Cosmetic Surgeon on Facelift Surgery

Cosmetic Surgeon on Facelift Surgery

Aging is an inevitable part of life—and no part of your body bears the brunt of the wear of time more than your face does. Sun exposure, stress, even gravity itself, all contribute to the ways the skin on our faces changes and loses its elasticity as we grow older; and it shows, in the creases around the nose and mouth that gradually grow deeper, in the jowls that begin to drop down from your jawline, and in the folds that increasingly appear on your neck as years go by.
Facelifts provide a means of combating these telltale signs of aging. In a surgical procedure that generally takes a few hours, the excess fat in your face and neck is removed, muscles underneath the surface are tightened, and sagging skin is redraped to give you a more youthful look.
During a traditional facelift procedure, I move back and forth between the two sides of the face as I work to ensure symmetrical results. I generally begin the incision just above the hairline at the temples, continue down in front of the ears, then continue underneath the earlobe to the lower scalp, and then begin the process of tightening and reshaping. Where and how incisions are made in a given procedure, however, can change depending upon a patient’s facial structure.
Typically I have achieved the best results in patients who are experiencing some sagging or droopiness but have well-defined facial bone structure and some elasticity left in their skin. For the most part, this means patients in their forties to sixties; but a successful facelift surgery can be performed on someone in their seventies, or even eighties, in some cases.
I try to inform my patients as thoroughly as possible about what to expect with a facelift, both on my website and in consultations. I’m always careful to prepare my patients for the fact that the face they see in the mirror immediately following surgery is probably not going to be a very pleasant one: the face will be puffy and bruised-looking, which can distort features, and the incision lines will be apparent until they heal, which will take at least a couple of weeks.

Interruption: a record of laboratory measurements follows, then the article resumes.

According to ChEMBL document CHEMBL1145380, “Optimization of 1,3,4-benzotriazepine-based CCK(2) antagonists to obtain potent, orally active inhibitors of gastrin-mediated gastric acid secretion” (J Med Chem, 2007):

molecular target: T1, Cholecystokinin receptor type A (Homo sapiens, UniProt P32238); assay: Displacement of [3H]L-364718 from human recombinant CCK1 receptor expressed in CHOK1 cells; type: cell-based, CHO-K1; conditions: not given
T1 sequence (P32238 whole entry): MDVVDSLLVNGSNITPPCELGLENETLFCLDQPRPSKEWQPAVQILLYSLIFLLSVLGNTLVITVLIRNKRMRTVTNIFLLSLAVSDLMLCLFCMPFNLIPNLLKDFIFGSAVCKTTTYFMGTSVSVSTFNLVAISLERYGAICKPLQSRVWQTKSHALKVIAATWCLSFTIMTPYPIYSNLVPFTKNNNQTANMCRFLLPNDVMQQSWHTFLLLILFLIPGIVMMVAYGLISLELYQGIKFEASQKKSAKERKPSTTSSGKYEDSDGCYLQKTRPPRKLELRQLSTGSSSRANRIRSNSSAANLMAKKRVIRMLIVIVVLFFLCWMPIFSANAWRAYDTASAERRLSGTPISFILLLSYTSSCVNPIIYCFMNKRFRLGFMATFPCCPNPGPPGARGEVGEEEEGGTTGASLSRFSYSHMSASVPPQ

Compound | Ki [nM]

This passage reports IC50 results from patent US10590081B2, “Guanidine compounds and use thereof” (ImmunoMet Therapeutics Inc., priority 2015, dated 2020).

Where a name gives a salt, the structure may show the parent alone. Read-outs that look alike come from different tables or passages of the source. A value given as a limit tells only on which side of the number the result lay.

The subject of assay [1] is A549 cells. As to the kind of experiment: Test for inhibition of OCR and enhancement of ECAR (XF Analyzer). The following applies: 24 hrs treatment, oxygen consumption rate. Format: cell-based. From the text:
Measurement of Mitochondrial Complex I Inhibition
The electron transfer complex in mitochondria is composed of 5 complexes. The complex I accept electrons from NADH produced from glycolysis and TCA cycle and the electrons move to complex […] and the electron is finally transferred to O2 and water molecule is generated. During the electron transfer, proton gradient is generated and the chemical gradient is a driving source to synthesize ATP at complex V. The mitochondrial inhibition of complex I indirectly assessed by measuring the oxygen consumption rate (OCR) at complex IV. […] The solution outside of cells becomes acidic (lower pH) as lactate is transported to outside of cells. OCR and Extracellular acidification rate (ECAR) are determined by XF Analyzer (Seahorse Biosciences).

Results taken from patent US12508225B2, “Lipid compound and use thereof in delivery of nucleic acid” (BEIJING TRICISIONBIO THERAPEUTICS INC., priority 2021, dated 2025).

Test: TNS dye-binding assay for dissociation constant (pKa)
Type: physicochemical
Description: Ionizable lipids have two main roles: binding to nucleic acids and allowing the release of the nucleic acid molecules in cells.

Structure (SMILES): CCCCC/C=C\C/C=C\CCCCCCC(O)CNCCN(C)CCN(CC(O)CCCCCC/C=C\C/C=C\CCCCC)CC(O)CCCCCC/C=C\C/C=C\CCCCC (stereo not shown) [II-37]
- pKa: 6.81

Dubbed the “weekend” facelift by some, a short scar facelift (also called an S-lift, MACS lift, Minimal Incision facelift, or Mini facelift) is an alternative to the traditional facelift that is appealing to many because it requires only light anesthesia and is performed with smaller incisions, which lends to a faster recovery time. To call it a “weekend” lift is a bit of a misnomer, however—even with a short scar procedure, a patient still needs 10 to 12 days to heal to the point at which they can return to work. It’s also important to keep in mind that short scar facelifts primarily improve the mid-face area; to address droopiness in the jaw or neck areas, you might need to pursue a full facelift.
If you’re considering a facelift, you’re not alone—it’s a very popular cosmetic procedure. According to the American Society of Plastic Surgeons, over 100,000 facelifts were performed in 2009 alone. You can’t turn back the hands of time; but a facelift is a safe, proven procedure that can combat the negative aesthetic effects of aging and make you look years younger.

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